C.1790-LE RETOUR DU CHAMP DE MARS, Lyrics by Mr. Deduit. (Bibliotheque Nationale et Universitaire, Strasbourg.) On 17 July 1791, the infamous massacre known in France as the fusillade du Champ-de-Mars took place. Citizens had gathered to sign a petition demanding the King be removed. After dispersing, the crowd returned led by Georges Jacques Danton (1759 – 1794) and was fired upon by the National Guard commanded by the Marquis de Lafayette (1757-1834). Estimates of the number killed ranged from twelve to fifty.
As events became darker, the words to Ah! Ça Ira became ever more threatening and abhorrent to European monarchs. And with good reason. Two years later on 21 January, 1793. King Louis XVI was beheaded.
D. 1792-Ah! Ça Ira Outraged the monarchs may have been, but the song was catchy. An indication of its wide spread popularity in Europe and England is the illustration below; a version of Ah! Ça Ira printed in England with an accompaniment, but otherwise melodically accurate to the original French printing and with up-dated French lyrics. This version from 1792 may have been published just a few months before King Louis was dispatched. (Harvard University Library.)
Le Carillon National was reputedly first set to words by a former soldier and professional street singer M.Ladre.7 Though little is known about Ladre, he did exist and is credited with writing the lyrics to the first Ah! Ça Ira. He submitted a formal request to the Committee of Public Instruction asking financial renumeration for his service to the nation as a lyricist. His claim was rejected. 8. Ladre composed more than 50 other revolutionary songs. 9.
In the period just prior to and during the French Revolution, political messages were sometimes printed on pieces of paper and sold for a pittance on street corners. The texts were often set to popular tunes which facilitated memorization and dissemination. Below is such a printing with Ladre’s lyrics, though unattributed, with the title Chanson Novelle,, Le Carrillon National, the tune by Becourt to which the words were meant to be sung.
E. 1790-Chanson Novelle,, Le Carillon Nationale. (Bibliotheque Nationale de France.)
Benjamin Franklin and Marquis de Lafayette.
How Ladre’s song obtained its name is a popular yet unsubstantiated story. During his tenure as American Ambassador to France (December 1776-85) Parisians are said to have asked Benjamin Franklin about the prospects for American colonial independence. Franklin’s response was,“Ah! ça ira” meaning, “It will happen”, or, “It’s going to be alright”.The Marquis de Lafayette is said to have overheard Franklin’s comment, and suggested to Ladre that he name his song Ah! Ça Ira.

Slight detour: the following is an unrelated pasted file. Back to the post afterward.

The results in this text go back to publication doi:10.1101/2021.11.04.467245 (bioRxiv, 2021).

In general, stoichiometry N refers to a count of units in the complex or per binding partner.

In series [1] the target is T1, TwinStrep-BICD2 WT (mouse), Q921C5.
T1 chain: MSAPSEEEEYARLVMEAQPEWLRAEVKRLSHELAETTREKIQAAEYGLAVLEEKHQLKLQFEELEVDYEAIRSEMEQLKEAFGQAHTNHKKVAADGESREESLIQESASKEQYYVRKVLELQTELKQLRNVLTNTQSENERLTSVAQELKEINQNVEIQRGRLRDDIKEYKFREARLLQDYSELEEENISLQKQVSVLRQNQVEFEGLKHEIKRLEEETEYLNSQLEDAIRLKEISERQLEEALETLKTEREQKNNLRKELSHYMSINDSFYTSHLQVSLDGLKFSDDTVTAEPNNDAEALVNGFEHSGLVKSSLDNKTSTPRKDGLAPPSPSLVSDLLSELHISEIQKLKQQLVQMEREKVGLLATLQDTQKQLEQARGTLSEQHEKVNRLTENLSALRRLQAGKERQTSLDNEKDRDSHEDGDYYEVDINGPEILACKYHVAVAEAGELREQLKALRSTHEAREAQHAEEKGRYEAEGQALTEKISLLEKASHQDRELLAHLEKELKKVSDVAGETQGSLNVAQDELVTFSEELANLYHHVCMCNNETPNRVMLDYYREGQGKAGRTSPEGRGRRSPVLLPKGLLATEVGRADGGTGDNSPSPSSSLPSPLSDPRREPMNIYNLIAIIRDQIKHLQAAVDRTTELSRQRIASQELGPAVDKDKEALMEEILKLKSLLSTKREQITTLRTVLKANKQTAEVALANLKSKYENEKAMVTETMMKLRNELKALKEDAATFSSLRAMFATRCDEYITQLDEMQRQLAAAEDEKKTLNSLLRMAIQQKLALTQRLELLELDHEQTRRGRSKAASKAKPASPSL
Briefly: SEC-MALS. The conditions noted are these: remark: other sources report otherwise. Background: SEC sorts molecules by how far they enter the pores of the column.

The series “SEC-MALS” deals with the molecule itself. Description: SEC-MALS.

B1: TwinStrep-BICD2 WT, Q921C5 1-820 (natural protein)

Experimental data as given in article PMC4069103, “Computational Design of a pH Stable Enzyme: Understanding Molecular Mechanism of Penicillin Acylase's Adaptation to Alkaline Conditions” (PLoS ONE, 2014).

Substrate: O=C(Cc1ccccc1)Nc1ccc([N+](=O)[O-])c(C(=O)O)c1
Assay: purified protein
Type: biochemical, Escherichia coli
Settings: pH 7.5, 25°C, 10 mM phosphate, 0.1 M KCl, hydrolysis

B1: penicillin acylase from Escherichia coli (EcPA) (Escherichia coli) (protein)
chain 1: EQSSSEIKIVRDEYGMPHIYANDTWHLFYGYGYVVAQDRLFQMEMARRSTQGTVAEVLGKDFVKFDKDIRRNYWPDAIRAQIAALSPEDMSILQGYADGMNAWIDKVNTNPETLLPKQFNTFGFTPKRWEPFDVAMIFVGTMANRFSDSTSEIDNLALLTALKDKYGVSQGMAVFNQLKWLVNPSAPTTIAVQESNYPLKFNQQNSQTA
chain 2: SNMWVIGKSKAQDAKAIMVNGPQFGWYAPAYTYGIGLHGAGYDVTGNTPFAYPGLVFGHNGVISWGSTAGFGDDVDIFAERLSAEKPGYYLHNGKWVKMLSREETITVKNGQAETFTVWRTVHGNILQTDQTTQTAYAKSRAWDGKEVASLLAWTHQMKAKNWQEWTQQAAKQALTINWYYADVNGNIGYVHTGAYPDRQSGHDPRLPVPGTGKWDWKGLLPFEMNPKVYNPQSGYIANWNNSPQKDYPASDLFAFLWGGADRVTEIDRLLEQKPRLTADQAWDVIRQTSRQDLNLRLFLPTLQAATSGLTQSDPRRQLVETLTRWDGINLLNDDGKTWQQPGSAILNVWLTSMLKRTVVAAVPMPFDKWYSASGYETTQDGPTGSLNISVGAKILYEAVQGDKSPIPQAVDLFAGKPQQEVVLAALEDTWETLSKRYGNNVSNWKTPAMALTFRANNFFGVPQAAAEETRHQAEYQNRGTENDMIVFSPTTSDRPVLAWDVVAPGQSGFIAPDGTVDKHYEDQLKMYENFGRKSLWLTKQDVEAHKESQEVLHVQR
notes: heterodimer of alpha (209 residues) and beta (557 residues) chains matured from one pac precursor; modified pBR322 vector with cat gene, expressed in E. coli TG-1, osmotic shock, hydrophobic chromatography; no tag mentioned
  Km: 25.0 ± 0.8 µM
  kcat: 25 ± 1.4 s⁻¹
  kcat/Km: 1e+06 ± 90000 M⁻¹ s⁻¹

Considering LaFayette’s noble heritage and great wealth, his empathy for the monarchy, his position as leader of the King’s Paris Guard at the time of the attack on the Bastille and the Massacre on the Champ de Mars, it is very unlikely he ever met Ladre let alone suggested as a title for his anti-establishment song, a colloquialism by Benjamin Franklin.
Ben Franklin, age 72 when his ambassadorship began, was a great celebrity in Paris. He was admired, written about, hovered over and feted wherever he went, 10 but no contemporary documents written either by Franklin, Lafayette, Ladre or anyone else, credits Franklin with inadvertently naming Ladre’s song.
“. . . these are retrospective explanations attempting to ascribe some kind of elite authorship to a phrase that emerged as a popular (and essentially authorless) phenomenon.”
Professor Laura Mason, University of Georgia. Letter to R. E.
Lewis C. Elson
The Franklin, LaFayette, Ladre story is related without attribution by Lewis C. Elson in The National Music of America, ca.1900, pp. 97-100. Elson also reproduces a cotillion titled Ça Ira which he dates 1792. This cotillion is interesting because, unlike other contemporary publications of Ah! Ça Ira, the title does not include the word Ah! and the tune, begins on the first beat of the bar.11
Elson did not reproduce the original copy of his Cotillion, preferring rather to have all his music examples freshly engraved. Therefore, his Cotillion is pristine, without signs of use or age and the pages are undated and lack either a composer’s name or publisher’s imprint. Elson provides no attribution other than stating it is from his personal collection.
F. 1900-Elson, Ça Ira
Another common story attached to Ah! Ça Ira concerns an event following Napoleon’s final defeat . During the triumphal march down the Champs Êlysées, 7 July, 1815, allied bands of the Austrian, Prussian and Russian armies were said to have played Ah! Ça Ira. The crowned heads of Europe attending would have known this tune and the history of its populist uprisings and Madame Guillotine. Aghast, Wellington commanded the musicians to cease.12. Given the popularity of Ah! Ça Ira and the military tradition of playing tunes of defeated enemies, this story sounds plausible. However, the idea of all allied bands playing the same tune is suspicious.13.
Lewis S. Winstock
The most oft quoted source for this musical faux pas is in Lewis Winstock, Songs and Music of the Redcoats: A History of the War Music of the British Army, 1970, pp. 105-07. Winstock quotes an eye-witness account by a Captain Blakeney who said the Austrian, Prussian and Russian army musicians played the downfall of Paris. Subsequently he learned that those musicians had actually played what they knew to be Ça Ira.On page 106 Winstock reproduces the first strain of the tune which he titles “The downfall of Paris”. It is not Ça Ira. Indeed it is, with minor deviations, the Downfall of Paris as commonly published at the time.